Headshots – have a go!

Photography is a language and pictures are messages, so when it comes to your headshot, think about the story you want to tell. Do you want people to think you are creative, innovative or maybe reliable and trustworthy? Your image can communicate all of that in a second.

The key to a good headshot is good planning.

Once you’ve thought out your story and planned your headshot, you can shoot on a budget with a mobile phone and a friend to snap that ‘money shot’.

Below our ten tips on how to plan and take your headshot, extracted from the Frui course: Mastering the Headshot.


Tip #1: Think about your story.

Put simply, think about how you want the viewer to see you. This should be obvious, but it often gets overlooked. To make sure you don’t miss anything, go through this quick checklist:

  • Outfit
  • Hairstyle
  • Makeup
  • Body positioning (I have open arms in my headshot to signify I am an open communicator)
  • Facial expression
  • Authenticity

Make sure every choice you made above reflects your true self. Your story is unique, so don’t try to replicate an outfit or a style you’ve seen somewhere else.

Tip #2: Plan your location

While you want to avoid busy backgrounds to make sure you remain the hero of the shot, you might want to use something slightly different than the usual white background.

Tip #3: Plan for the light

The word photography comes from the Greek Ph?tós, “of light”, and gráph?, “I write” – “drawing with light”.

When planning the location make sure you choose a well lit. Natural light is preferred: indoor close to a window or outdoor, making sure the light is not too harsh on your face.

Whichever type of light you choose, it has to be uniform – this means no shadows or interruption in the source of light.

Tip #4: Choose your camera

Despite what many people think, it’s not the camera that makes a good photo. It’s a combination of things including subject (or story to tell), angle and light.

But a good camera helps you achieve a better shot with less effort – like a DSLR. So if you have access to one of these babies, do yourself a favour and use it. If you don’t have access to a DSLR, don’t worry: a point and shoot camera or a mobile phone will brilliantly do the job.

Tip #5: Choose someone to take the shot for you

You’ll only need your family member or friend for 5-10 minutes and having them will avoid the inconvenience of shooting with tripods and selfie sticks.

Set up the location and the camera and make sure you explain to them the vision you have for the shoot before they take the shot.



Tip #6: Set up your camera

You want to set up your camera in order to capture enough light to make your shot well exposed (e.g. bright and luminous).

If you have a DSLR simply follow the below tips:

  1. Set your camera to P (Programmed Automatic) mode (this is for Canon and Nikon, but most cameras call it the same way). This is like the automatic setting, but gives you some freedom
  2. Find the ISO setting in the camera (ISO sets the sensitivity of the camera to the light). Set it accordingly to the lighting conditions at the time: Sunny: ISO 200 or cloudy/indoor with light: ISO 400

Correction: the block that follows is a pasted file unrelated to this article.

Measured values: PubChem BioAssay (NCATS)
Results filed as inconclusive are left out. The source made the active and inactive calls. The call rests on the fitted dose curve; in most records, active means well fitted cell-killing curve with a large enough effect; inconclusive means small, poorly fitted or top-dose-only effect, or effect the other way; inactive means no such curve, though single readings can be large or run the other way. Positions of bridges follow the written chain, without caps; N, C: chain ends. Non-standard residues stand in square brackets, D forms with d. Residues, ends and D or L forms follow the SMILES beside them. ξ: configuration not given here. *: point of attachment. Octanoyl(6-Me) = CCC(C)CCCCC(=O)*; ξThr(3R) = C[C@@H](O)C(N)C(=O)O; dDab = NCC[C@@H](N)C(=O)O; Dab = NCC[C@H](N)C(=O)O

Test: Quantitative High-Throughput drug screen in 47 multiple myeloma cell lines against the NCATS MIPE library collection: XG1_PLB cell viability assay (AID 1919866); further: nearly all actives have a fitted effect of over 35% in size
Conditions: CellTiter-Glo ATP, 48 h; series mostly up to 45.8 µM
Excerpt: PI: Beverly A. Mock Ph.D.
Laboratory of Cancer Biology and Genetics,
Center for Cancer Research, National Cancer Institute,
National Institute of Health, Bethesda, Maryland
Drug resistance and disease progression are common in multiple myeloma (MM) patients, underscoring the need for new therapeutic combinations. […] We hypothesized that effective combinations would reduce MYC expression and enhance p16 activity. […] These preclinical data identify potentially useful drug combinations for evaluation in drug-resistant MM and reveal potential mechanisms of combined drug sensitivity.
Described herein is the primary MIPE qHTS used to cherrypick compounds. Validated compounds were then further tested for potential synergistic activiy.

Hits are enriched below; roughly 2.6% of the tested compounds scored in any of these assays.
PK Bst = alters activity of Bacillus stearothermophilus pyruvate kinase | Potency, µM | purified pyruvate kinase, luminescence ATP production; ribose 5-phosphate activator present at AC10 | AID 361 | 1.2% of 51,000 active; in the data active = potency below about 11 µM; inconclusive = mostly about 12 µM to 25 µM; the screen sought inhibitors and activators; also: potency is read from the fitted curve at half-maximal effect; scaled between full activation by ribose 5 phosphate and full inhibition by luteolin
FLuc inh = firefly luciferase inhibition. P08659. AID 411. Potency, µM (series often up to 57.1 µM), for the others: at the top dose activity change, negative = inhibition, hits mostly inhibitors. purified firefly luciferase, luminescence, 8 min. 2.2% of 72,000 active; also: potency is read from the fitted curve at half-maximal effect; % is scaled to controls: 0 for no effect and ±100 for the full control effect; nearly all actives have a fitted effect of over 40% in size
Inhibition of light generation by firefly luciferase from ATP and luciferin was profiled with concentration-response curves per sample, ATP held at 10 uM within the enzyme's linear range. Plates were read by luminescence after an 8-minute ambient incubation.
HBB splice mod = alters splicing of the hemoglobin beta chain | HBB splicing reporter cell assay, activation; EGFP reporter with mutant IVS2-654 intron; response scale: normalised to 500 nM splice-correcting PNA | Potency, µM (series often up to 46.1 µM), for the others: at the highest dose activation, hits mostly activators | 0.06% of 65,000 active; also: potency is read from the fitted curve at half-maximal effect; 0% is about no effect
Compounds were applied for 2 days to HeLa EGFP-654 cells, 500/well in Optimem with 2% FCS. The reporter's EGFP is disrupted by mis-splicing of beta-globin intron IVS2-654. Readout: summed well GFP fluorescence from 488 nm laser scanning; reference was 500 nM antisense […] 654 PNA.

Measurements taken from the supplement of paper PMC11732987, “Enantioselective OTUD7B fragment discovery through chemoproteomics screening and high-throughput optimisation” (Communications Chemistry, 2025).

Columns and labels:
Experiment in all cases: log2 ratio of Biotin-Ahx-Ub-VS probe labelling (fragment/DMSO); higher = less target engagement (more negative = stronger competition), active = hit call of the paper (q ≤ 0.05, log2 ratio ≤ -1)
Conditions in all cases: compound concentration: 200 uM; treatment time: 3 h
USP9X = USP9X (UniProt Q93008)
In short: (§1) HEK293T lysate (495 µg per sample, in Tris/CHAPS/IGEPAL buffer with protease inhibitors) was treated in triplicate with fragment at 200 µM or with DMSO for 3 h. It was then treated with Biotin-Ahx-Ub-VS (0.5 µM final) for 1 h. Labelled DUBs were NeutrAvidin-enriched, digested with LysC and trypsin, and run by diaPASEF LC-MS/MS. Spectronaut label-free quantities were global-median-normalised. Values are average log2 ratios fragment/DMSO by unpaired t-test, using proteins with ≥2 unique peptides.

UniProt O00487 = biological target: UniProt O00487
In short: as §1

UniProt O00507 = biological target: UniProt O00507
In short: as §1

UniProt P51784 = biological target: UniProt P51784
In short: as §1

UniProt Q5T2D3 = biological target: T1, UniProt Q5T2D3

If you have an iPhone simply use the camera app and:

  1. Point the camera to your subject
  2. Touch the area of the screen where the face is, you’ll see a yellow square popping up (this tells the camera to focus on that area)
  3. If you’re unhappy with the brightness of the picture, swipe the sun icon next to the yellow square up or down. This is a recent feature of the iPhone iOS8 that allows you to increase the exposure as desired.

Remember to turn off your flash as it gives a shiny and faint look to the skin. You also want to avoid harsh shadow under the eyes, chin and neck.

Tip #7: Think portrait or landscape

Traditionally, headshots are taken in portrait orientation, but there’s no fixed rule to it. In general, it’s a good idea to have a few shots in portrait and a few in landscape, if time allows.

Tip #8: Consider the distance between the camera and the subject

If possible avoid using the zoom (especially with your iPhone) and simply move closer or further away from the subject. This will ensure you won’t lose resolution (unless you’re shooting with a DSLR, in that case, don’t worry).

Tip #9: Rehearse your body positioning and shoot

Have your photographer take a few different variations of the shot for a couple of minutes. Then take a look at the pictures and discuss the results with them. Have another session of a few minutes and then you’re done!

Tip #10: Think quality

One final tip: think quality. Look after the details. This will immediately communicate that you are professional: you put the care and attention in.

You are now equipped to take a profile shot that will let your talent shine through!


These tips were prepared by Francesco Solfrini, Photography Teacher at Frui Creative Holiday & Courses with a background in advertising.

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